Location Ukraine Ukraine

Interview with Igor Guschwa, Ukrainian journalist who fled to Austria seeking political asylum

Published in Jungewelt (Germany), June 2, 2018 (translation from original German to English by A Socialist In Canada)

Igor Guschwa is editor-in-chief of the Ukrainian Internet news publication Strana.ua. In February 2018, fearing for his life, he fled to Austria and applied for political asylum.

Jungewelt: About two years ago, you founded the Ukrainian anti-government website Strana.ua. What makes the portal special?

Igor Guschwa: When I launched the website Strana, the information landscape in Ukraine had been almost completely redesigned according to the needs of the administration of President Petro Poroshenko. Many topics were banned, from the corruption surrounding Poroshenko to the actual situation in the war zones in Donbass [Donetsk and Lugansk in eastern Ukraine]. Therefore, there was a clear niche to occupy.

Strana is not anti-government. We are an objective medium that reflects the many views of the Ukrainian people. Yet under present circumstances, even such an approach needs courage and draws accusations by authorities of representing an “anti-patriotic” position and “working for the enemy”.

At the beginning of the year, you left for Vienna to apply for political asylum. Why?

In Ukraine, I have been charged in five cases. All of them are far-fetched, including alleged tax evasion and allegations of support for separatism. These date from 2014 when I reported in the magazine Westi.Reporter on different views of events in the Donetsk and Lugansk regions. Another case concerns alleged extortion. A man offered me money to withdraw an article. I refused. The man later testified that I had extorted from him money for the removal of the article. I was arrested and spent several days in prison.

As well, ultra-nationalists have constantly threatened me with violence. At the end of December 2017, at a rally on the Maidan, I was attacked by Evgeny Karas, head of the ultranationalist organization ‘C14’. The police refused to initiate criminal proceedings. After leaving for Austria, Igor Mossijtschuk, a member of the Radical Party, threatened me with the same fate as that of the murdered journalist Oles Buzina.[1]

Are critical journalists in Ukraine generally exposed to serious danger?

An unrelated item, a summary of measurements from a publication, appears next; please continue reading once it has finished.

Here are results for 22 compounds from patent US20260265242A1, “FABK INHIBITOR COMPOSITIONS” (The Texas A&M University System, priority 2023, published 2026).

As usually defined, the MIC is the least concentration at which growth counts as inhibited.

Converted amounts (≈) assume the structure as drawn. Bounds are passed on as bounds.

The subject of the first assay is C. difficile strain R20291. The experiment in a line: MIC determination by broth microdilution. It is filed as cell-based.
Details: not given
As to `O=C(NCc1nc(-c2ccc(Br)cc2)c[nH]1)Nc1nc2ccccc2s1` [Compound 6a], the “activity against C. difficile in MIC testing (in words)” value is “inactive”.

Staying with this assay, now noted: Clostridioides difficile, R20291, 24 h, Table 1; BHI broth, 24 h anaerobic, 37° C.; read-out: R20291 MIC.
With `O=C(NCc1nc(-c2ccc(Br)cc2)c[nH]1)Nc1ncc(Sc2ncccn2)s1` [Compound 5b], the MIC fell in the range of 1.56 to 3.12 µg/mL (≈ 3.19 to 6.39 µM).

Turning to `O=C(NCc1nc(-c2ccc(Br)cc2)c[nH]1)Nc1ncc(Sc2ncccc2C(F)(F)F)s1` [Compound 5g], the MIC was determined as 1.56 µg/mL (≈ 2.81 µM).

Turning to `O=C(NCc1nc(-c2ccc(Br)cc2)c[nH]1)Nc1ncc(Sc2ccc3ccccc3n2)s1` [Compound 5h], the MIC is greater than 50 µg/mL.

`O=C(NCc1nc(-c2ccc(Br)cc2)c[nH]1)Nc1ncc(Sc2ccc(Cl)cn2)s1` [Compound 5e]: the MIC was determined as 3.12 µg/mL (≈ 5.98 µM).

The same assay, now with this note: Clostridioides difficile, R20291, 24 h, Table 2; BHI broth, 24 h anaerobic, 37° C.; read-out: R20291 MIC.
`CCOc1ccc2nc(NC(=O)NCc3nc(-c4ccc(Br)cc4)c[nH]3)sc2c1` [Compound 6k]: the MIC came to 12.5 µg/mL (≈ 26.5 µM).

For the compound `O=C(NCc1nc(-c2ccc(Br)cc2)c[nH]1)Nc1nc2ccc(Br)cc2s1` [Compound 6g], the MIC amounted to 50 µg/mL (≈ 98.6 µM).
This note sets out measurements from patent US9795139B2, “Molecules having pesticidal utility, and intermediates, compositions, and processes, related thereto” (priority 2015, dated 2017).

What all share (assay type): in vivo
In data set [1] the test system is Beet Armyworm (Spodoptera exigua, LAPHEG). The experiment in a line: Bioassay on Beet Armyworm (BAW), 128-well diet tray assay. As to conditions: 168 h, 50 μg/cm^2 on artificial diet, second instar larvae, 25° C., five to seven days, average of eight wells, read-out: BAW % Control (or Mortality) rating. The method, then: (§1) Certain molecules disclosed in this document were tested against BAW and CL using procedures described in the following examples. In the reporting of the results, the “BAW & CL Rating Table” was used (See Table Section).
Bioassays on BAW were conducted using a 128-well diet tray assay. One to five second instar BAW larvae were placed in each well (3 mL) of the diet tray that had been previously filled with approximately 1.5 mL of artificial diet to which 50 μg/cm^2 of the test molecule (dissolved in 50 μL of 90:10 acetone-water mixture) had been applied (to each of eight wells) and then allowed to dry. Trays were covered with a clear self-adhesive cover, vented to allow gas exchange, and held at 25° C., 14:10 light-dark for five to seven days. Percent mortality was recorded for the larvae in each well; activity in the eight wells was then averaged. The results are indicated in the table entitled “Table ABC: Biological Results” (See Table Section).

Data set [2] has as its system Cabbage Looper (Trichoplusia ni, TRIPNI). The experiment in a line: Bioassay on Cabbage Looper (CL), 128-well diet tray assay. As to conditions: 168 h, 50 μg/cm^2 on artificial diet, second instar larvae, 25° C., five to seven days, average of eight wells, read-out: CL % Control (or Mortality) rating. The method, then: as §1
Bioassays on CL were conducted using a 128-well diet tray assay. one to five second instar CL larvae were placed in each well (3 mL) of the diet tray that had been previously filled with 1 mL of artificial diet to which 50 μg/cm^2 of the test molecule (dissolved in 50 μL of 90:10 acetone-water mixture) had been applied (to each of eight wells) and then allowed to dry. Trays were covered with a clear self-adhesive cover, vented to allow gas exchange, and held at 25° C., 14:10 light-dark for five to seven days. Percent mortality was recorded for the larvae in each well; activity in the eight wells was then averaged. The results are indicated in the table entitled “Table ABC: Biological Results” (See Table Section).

Yes. Any journalist who works in influential media and criticizes the authorities must expect to be the victim of persecution, discrediting, slander, and imprisonment.

Why are people being tracked and by whom?

In addition to economically motivated persecution, there is a political motivation to prosecute those who criticize the government and are perceived as competitors. Finally, there are attacks by nationalists on persons who are considered as traitors. These attacks are sometimes carried out in the knowledge of the authorities. The organization ‘C14’ does not even hide that it works closely with the SBU.

How do you view the role of the European Union in this?

The EU points to human rights violations and restrictions on freedom of speech. Mostly, however, this remains expressions of concern. Similar procedure as in the days of the presidency of Viktor Yanukovych are not seen here. Then, Western countries immediately reacted very harshly to alleged rights violations. The Ukrainian government is viewed as an ally by the EU and the U.S. Recently, however, human rights violations have accumulated in such a way that it is no longer possible to ignore them. The criticism from Western countries sounds harder now.

Note by A Socialist In Canada:

[1] Well-known Ukrainian journalist Oles Buzina was shot dead at the doorstep of his home in Kyiv on April 16, 2015. That story is here. Two extreme-right paramilitaries have been accused in his murder. They appeared in court as recently as February 2018, but there is no ongoing news in English of the court case. Western media does not report these or other cases of journalists killed or threatened in Ukraine because this contradicts their narrative of a liberal and democratic Ukraine under attack by Russia. Oles Buzina’s name was listed on a state-sponsored website listing Ukrainian and international journalists deemed to be ‘enemies of the state, story here. A 2016 interview with University of Ottawa researcher Ivan Katchanovski on attacks against press freedom in Ukraine is here.

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